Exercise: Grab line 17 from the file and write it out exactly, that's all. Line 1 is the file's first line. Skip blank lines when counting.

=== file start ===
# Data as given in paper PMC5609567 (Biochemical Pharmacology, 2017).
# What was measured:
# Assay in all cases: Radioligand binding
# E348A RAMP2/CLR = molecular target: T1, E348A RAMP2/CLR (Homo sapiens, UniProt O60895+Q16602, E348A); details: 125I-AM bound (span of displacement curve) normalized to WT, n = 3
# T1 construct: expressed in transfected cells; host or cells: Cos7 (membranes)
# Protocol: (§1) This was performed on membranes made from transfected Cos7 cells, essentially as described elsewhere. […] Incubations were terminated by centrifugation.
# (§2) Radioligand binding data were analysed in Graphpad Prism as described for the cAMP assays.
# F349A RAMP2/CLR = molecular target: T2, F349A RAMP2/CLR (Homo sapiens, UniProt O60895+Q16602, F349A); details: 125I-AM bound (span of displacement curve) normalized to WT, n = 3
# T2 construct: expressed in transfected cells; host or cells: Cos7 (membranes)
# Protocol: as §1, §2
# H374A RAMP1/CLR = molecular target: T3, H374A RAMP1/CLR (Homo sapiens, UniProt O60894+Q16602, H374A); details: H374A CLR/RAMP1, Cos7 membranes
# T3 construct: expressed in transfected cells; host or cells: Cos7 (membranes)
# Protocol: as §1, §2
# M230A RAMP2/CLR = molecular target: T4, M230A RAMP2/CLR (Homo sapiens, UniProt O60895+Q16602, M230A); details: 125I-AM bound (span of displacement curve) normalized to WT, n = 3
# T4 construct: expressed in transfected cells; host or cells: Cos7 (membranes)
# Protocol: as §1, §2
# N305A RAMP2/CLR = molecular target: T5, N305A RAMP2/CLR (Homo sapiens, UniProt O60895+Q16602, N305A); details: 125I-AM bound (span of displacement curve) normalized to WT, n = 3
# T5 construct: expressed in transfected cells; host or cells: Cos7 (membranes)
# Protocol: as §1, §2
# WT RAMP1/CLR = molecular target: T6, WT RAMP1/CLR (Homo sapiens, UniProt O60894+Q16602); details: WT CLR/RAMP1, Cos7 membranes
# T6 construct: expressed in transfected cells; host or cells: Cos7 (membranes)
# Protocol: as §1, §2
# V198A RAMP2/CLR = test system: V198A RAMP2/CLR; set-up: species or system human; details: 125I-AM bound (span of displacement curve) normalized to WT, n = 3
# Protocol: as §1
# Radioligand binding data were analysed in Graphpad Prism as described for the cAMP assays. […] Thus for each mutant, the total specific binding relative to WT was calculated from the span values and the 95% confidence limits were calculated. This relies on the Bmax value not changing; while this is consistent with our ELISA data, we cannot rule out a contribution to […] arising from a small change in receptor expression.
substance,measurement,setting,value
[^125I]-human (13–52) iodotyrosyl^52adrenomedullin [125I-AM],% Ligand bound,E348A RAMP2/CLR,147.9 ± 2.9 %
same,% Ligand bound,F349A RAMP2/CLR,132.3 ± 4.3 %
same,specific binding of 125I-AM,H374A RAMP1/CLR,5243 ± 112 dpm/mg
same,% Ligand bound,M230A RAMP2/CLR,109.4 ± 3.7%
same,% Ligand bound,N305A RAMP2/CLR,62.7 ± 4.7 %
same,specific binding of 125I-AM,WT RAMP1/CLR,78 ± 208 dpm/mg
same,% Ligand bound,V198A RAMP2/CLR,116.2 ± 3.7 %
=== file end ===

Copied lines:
# N305A RAMP2/CLR = molecular target: T5, N305A RAMP2/CLR (Homo sapiens, UniProt O60895+Q16602, N305A); details: 125I-AM bound (span of displacement curve) normalized to WT, n = 3